Thailand's new monarch watched for signs of unity

Crown Prince Maha Vajiralongkorn kneels during a succession ceremony to become King Rama X in Bangkok, Thailand, on Dec.1, 2016.
Xinhua | Thai Royal Household Bureau | Getty Images

Thailand Crown Prince Maha Vajiralongkorn was crowned the new King on Thursday, even as the country continues its year-long mourning over the death of his father King Bhumibol Adulyadej.

The public crowning ceremony will only take place late-2017 after the previous king's cremation.

The 64-year old will adopt the new title King Rama X of the Chakri dynasty, leading one of Asia's richest and most powerful monarchies. The crown regularly invests in businesses and real estate across Thailand.

"The announcement of King Vajiralongkorn's ascension will have a modestly positive impact on investor confidence, which has wavered over uncertainties about the country's political future since the 2014 coup d'etat," Ryan Aherin, senior Asia analyst at Verisk Maplecroft, said in a note on Friday.

The official ascension of King Vajiralongkorn will allow the military junta to seek royal consent in order to promulgate the draft constitution, paving the way for the government to prepare for elections late next year, according to Aherin.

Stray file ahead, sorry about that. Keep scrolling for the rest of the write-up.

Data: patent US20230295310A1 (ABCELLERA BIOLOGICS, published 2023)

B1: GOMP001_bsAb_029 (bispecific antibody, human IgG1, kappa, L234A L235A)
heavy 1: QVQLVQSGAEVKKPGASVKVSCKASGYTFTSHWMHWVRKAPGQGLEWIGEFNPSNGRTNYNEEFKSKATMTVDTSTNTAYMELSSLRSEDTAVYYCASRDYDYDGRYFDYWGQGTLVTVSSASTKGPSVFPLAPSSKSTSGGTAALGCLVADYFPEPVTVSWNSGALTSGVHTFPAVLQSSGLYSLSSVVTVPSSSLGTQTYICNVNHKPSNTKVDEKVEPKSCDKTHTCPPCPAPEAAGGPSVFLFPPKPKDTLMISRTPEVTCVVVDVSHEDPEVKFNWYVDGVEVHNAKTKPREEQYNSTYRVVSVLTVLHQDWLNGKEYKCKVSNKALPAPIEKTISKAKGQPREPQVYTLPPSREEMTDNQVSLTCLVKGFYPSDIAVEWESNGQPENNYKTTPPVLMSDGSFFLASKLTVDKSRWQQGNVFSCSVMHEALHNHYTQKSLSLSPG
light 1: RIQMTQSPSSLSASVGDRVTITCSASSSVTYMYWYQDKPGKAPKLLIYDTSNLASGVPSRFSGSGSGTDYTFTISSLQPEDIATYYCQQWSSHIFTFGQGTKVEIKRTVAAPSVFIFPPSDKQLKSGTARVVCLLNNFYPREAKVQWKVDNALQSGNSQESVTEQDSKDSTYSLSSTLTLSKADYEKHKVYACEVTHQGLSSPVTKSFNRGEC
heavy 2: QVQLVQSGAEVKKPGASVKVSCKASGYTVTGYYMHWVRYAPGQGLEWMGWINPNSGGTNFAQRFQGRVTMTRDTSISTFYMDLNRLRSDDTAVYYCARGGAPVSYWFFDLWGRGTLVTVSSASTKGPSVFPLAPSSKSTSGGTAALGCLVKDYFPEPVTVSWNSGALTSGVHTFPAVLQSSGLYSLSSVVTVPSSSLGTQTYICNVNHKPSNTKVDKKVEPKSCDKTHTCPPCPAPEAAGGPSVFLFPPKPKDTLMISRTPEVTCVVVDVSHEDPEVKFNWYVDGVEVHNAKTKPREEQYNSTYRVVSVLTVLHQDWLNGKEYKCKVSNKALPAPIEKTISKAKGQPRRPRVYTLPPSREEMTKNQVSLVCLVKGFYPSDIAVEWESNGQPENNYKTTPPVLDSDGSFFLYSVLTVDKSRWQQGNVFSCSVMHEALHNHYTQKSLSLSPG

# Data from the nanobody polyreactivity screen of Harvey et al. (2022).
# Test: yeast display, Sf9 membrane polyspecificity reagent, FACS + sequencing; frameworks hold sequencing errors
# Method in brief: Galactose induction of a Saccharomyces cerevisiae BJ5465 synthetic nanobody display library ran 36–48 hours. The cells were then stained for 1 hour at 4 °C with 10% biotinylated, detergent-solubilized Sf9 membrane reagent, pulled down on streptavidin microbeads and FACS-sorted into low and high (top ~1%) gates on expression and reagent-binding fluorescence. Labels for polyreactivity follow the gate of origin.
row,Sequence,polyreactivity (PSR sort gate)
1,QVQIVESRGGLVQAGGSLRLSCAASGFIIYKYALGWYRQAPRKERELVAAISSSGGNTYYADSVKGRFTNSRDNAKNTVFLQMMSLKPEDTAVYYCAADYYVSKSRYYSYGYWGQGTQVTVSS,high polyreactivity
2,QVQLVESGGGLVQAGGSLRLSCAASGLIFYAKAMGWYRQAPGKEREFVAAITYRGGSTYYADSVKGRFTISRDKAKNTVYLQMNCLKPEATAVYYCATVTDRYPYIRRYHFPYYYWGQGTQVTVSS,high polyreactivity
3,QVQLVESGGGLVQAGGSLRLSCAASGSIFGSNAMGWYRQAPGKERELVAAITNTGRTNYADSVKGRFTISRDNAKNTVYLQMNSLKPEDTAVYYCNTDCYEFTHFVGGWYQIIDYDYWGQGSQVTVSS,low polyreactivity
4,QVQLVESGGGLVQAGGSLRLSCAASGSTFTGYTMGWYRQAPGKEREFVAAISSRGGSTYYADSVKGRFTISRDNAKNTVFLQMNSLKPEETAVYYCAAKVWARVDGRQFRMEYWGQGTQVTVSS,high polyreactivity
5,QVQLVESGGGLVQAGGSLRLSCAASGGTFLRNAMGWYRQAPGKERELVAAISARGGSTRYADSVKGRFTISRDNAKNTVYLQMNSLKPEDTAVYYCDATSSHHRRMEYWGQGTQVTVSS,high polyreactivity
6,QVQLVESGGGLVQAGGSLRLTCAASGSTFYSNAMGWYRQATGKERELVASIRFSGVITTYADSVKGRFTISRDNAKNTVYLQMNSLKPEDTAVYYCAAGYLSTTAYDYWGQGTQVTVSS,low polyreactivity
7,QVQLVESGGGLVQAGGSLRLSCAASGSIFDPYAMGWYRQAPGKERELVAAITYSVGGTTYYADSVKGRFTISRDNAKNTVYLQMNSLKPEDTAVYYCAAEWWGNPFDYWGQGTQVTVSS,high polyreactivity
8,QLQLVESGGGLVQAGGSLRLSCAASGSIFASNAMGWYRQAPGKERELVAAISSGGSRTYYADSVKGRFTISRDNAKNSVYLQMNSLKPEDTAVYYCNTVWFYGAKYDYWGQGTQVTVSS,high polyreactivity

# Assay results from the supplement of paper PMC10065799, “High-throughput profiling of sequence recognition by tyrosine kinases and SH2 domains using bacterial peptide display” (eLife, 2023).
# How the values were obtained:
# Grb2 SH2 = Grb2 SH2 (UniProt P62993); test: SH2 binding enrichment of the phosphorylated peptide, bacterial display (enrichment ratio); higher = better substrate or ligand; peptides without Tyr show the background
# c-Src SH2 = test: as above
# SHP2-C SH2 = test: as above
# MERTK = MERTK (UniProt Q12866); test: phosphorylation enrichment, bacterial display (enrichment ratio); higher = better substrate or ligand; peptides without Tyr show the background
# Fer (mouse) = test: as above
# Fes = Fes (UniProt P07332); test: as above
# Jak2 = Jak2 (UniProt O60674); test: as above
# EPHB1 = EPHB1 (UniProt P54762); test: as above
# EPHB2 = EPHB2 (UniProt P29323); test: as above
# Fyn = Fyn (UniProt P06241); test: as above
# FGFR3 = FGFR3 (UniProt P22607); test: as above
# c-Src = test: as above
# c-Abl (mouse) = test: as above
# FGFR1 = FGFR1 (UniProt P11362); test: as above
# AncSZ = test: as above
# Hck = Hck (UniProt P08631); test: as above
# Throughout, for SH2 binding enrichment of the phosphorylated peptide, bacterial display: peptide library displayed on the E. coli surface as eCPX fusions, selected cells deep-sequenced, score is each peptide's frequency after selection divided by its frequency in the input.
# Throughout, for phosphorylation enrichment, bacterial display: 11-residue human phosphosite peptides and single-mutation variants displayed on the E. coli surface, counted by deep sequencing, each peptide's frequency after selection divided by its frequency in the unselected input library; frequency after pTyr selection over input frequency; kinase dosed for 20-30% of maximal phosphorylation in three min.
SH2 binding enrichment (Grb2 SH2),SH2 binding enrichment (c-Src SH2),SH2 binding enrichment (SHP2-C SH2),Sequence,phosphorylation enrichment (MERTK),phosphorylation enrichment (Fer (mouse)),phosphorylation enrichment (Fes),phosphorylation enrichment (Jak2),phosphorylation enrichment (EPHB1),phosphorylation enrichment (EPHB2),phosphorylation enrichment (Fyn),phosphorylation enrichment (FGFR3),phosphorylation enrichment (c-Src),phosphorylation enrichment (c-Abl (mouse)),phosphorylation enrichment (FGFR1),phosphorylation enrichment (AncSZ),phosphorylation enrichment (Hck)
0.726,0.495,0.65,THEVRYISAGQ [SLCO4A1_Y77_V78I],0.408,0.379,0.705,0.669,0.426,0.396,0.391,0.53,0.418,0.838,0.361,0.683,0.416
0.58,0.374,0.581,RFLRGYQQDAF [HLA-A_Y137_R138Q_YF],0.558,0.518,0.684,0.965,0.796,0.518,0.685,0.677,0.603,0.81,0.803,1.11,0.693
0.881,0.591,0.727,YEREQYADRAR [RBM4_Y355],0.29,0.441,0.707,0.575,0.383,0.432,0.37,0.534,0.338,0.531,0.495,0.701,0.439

Thailand's King Bhumibol dies at 88
Thailand's King Bhumibol dies at 88

The government will then ratify new laws to govern the upcoming elections, which would be the first polls since the 2014 coup.

The Kingdom is currently ruled by the military junta, which has held power since 2014.

King Bhumibol was beloved and highly regarded by the Thai public as a stabilizing force in a precarious political environment. During the former's king 70 years of reign, the Southeast Asian country had seen military coups, street protests and the ousting of popularly elected governments.

While the Thai monarchy might have limited formal powers, it holds the loyalty of the country's business elite and the military.

The new King Vajiralongkorn is the only son of King Bhumibol and Queen Sirikit, and had spent most of his life in Southern Germany. He has also had three high-profile divorces, and was embroiled in a recent police corruption scandal linked to the family of his third wife.

Thailand's Lèse majesté law, based on Thai Criminal Code section 112, protects the royal family from criticism or defamation.

He will "likely use the interim time to earn the trust, prestige and respect of the public and benefit from the legacy of his vastly popular father, who was seen as the moral and spiritual heart of the country," Verisk Maplecroft's Aherin said.

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